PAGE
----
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Brittney Griner Moved To Russian Penal Colony in Unknown Location

Brittney Griner, an American basketball player, was moved to Russia this week. Her family and legal team are still in denial about her whereabouts. 

The New York Times reported that Griner’s lawyers “said in a statement [on Wednesday] that her destination was unknown and that they expected to be notified through official mail, along with the U.S. Embassy, once she has arrived, a process that can take up to two weeks.”

Griner, 32 years old, was taken into custody in Russia after she was charged with drug offences at Moscow Airport. Griner claimed that she was only joking when security officers found marijuana oil in Griner’s bag.

Griner was sentenced by a Russian court to nine years imprisonment in August. Her appeal was rejected last month. 

Her transfer to a Russian penal colony marks another dark development for Griner, a star for the Phoenix Mercury of the WNBA and widely regarded as one of the greatest women’s basketball players ever. 

The Times, penal colonies “are notorious for abusive treatment of inmates, overcrowding and harsh conditions.”

“Some prisoners are tortured, or beaten by fellow inmates. Others are required to work sixteen-hour days. A few are forced to watch Russian propaganda on repeat,” the Times reported. “This is the world of the Russian penal colony, into which Brittney Griner is about to be inducted for a nine-year term after her sentencing on drug smuggling charges was upheld last month.”

The transfer also makes the already trying circumstances even more difficult for Griner’s friends and family back home.

“Prisoners are typically not allowed to communicate with the outside world for a week or two while they are moved, and lawyers and family members do not know where the inmates are going — learning which penal colony the sentence will be served in only once the prisoner arrives,” the Times said.

Griner’s ongoing detention, coming at a time of heightened tensions between the United States and Russia, has turned into a diplomatic standoff.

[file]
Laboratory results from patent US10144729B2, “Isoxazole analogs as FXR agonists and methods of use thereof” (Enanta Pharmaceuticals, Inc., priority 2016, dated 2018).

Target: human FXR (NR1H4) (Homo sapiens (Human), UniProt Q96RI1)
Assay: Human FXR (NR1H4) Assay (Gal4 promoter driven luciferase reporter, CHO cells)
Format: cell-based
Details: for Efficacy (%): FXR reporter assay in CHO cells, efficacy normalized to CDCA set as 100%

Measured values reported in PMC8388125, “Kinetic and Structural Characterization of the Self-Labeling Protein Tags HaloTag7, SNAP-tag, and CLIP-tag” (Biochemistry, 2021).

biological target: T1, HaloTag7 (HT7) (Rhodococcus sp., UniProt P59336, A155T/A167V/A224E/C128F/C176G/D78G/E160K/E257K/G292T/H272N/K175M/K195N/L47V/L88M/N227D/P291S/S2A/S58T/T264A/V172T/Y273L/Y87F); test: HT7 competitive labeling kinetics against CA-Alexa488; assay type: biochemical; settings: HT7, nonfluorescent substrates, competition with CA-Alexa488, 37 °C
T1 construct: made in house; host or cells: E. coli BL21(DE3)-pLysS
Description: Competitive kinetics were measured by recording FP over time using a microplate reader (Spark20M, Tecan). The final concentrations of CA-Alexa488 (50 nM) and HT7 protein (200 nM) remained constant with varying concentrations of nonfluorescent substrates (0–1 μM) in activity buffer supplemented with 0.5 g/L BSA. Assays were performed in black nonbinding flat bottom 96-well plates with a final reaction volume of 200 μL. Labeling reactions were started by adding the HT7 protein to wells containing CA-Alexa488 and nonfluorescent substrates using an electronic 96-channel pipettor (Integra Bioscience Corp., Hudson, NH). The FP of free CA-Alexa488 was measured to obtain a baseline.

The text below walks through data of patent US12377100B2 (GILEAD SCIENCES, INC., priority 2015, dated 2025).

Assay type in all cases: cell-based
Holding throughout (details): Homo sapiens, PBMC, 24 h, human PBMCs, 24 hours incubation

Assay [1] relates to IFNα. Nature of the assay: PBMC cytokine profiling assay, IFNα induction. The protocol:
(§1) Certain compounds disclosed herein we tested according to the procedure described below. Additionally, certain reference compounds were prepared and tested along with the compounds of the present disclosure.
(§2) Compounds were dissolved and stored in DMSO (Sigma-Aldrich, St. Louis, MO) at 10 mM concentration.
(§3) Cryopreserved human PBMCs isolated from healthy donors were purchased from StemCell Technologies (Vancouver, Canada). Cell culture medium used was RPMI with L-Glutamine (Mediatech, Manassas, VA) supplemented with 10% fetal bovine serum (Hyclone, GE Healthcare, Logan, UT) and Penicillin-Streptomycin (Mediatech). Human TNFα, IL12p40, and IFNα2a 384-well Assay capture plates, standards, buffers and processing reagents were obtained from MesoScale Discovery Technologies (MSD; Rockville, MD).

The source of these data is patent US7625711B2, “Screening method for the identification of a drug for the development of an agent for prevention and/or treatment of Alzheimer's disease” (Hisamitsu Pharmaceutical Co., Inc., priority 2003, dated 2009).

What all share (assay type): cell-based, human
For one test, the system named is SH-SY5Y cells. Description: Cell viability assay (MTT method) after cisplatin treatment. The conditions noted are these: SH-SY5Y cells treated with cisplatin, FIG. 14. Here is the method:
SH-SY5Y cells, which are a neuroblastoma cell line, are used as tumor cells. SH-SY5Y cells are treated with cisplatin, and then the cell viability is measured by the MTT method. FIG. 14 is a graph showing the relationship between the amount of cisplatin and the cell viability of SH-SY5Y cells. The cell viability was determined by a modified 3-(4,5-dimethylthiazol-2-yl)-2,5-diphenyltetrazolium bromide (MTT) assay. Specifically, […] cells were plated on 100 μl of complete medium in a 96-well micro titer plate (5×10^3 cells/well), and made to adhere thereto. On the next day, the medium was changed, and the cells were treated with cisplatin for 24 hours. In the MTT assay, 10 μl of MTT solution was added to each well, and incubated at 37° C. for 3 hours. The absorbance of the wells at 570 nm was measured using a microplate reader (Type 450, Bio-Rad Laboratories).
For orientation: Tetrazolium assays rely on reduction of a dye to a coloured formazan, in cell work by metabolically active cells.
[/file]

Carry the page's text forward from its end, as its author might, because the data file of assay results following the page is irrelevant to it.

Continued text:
U.S. seeks a prisoner exchange with Russia to secure Griner’s release and Paul Whelan’s release. Griner is an American citizen, who was detained in Russia since 2018 on charges of espionage. 

Viktor Bout is a Russian arms dealer who currently serves a 25 year sentence in prison. 

Russia has so far resisted this offer. 

Griner was last week detained by the U.S. Embassy in Moscow. 

“We are told she is doing as well as can be expected under the circumstances,” the White House press secretary, Karine Jean-Pierre said last week following the meeting, as quoted by The New York Times.

“As we have said before, the U.S. government made a significant offer to the Russians to resolve the current unacceptable and wrongful detentions of American citizens Brittney Griner and Paul Whelan,” Jean-Pierre added, as quoted by the Times. “I can also tell you that in the subsequent weeks, despite a lack of good faith negotiation by the Russians, the U.S. government has continued to follow up on that offer and propose alternative potential ways forward with Russians through all available channels.

On Wednesday, President Joe Biden spoke at a news conference that with midterm elections now over in the United States, he believes that Russian President Vladmir Putin can return to the negotiation table.

“My hope is that now that the election is over, that Mr. Putin will be able to discuss with us and be willing to talk more seriously about a prisoner exchange,” Biden said, as quoted by ESPN.